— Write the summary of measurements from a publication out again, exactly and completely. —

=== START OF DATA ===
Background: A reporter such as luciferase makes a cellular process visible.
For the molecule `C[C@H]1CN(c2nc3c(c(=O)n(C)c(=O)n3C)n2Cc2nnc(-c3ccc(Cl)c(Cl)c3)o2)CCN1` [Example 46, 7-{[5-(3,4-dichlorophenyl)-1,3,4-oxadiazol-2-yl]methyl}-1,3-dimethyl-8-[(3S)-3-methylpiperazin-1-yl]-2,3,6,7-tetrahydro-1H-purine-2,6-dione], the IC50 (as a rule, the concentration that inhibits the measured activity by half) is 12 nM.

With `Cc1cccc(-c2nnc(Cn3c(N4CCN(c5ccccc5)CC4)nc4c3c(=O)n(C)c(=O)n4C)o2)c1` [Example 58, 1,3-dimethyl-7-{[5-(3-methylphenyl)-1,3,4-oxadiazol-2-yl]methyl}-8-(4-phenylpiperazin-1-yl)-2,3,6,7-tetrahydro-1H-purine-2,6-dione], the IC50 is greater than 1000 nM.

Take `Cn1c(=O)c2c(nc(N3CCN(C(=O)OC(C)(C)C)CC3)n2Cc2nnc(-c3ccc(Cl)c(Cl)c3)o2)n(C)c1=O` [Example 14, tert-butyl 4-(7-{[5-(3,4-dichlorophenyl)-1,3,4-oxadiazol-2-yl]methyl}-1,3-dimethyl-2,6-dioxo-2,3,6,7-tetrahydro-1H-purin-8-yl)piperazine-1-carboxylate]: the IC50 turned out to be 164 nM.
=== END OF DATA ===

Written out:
Background: A reporter such as luciferase makes a cellular process visible.
For the molecule `C[C@H]1CN(c2nc3c(c(=O)n(C)c(=O)n3C)n2Cc2nnc(-c3ccc(Cl)c(Cl)c3)o2)CCN1` [Example 46, 7-{[5-(3,4-dichlorophenyl)-1,3,4-oxadiazol-2-yl]methyl}-1,3-dimethyl-8-[(3S)-3-methylpiperazin-1-yl]-2,3,6,7-tetrahydro-1H-purine-2,6-dione], the IC50 (as a rule, the concentration that inhibits the measured activity by half) is 12 nM.

With `Cc1cccc(-c2nnc(Cn3c(N4CCN(c5ccccc5)CC4)nc4c3c(=O)n(C)c(=O)n4C)o2)c1` [Example 58, 1,3-dimethyl-7-{[5-(3-methylphenyl)-1,3,4-oxadiazol-2-yl]methyl}-8-(4-phenylpiperazin-1-yl)-2,3,6,7-tetrahydro-1H-purine-2,6-dione], the IC50 is greater than 1000 nM.

Take `Cn1c(=O)c2c(nc(N3CCN(C(=O)OC(C)(C)C)CC3)n2Cc2nnc(-c3ccc(Cl)c(Cl)c3)o2)n(C)c1=O` [Example 14, tert-butyl 4-(7-{[5-(3,4-dichlorophenyl)-1,3,4-oxadiazol-2-yl]methyl}-1,3-dimethyl-2,6-dioxo-2,3,6,7-tetrahydro-1H-purin-8-yl)piperazine-1-carboxylate]: the IC50 turned out to be 164 nM.